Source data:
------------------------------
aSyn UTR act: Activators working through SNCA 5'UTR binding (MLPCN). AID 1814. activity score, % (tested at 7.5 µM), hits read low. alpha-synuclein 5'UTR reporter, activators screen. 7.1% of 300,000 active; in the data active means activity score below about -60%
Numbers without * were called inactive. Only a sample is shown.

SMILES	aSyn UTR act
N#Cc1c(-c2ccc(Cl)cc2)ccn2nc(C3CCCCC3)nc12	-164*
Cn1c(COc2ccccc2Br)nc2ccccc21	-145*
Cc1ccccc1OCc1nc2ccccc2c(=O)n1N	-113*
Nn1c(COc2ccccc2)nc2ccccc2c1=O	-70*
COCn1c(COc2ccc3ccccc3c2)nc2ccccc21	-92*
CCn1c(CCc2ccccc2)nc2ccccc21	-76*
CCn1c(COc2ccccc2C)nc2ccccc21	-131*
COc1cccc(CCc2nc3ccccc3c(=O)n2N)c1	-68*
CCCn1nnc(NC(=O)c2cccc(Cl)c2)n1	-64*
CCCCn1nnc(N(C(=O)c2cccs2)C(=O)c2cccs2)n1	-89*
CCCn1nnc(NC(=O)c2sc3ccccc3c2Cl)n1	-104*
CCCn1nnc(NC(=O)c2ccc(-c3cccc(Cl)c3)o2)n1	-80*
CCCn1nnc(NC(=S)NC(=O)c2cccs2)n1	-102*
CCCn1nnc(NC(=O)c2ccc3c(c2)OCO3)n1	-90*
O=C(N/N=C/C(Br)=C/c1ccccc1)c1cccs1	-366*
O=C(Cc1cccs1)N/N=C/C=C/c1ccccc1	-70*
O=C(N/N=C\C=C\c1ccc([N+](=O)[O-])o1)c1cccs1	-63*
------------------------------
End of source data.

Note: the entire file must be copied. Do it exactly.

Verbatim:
aSyn UTR act: Activators working through SNCA 5'UTR binding (MLPCN). AID 1814. activity score, % (tested at 7.5 µM), hits read low. alpha-synuclein 5'UTR reporter, activators screen. 7.1% of 300,000 active; in the data active means activity score below about -60%
Numbers without * were called inactive. Only a sample is shown.

SMILES	aSyn UTR act
N#Cc1c(-c2ccc(Cl)cc2)ccn2nc(C3CCCCC3)nc12	-164*
Cn1c(COc2ccccc2Br)nc2ccccc21	-145*
Cc1ccccc1OCc1nc2ccccc2c(=O)n1N	-113*
Nn1c(COc2ccccc2)nc2ccccc2c1=O	-70*
COCn1c(COc2ccc3ccccc3c2)nc2ccccc21	-92*
CCn1c(CCc2ccccc2)nc2ccccc21	-76*
CCn1c(COc2ccccc2C)nc2ccccc21	-131*
COc1cccc(CCc2nc3ccccc3c(=O)n2N)c1	-68*
CCCn1nnc(NC(=O)c2cccc(Cl)c2)n1	-64*
CCCCn1nnc(N(C(=O)c2cccs2)C(=O)c2cccs2)n1	-89*
CCCn1nnc(NC(=O)c2sc3ccccc3c2Cl)n1	-104*
CCCn1nnc(NC(=O)c2ccc(-c3cccc(Cl)c3)o2)n1	-80*
CCCn1nnc(NC(=S)NC(=O)c2cccs2)n1	-102*
CCCn1nnc(NC(=O)c2ccc3c(c2)OCO3)n1	-90*
O=C(N/N=C/C(Br)=C/c1ccccc1)c1cccs1	-366*
O=C(Cc1cccs1)N/N=C/C=C/c1ccccc1	-70*
O=C(N/N=C\C=C\c1ccc([N+](=O)[O-])o1)c1cccs1	-63*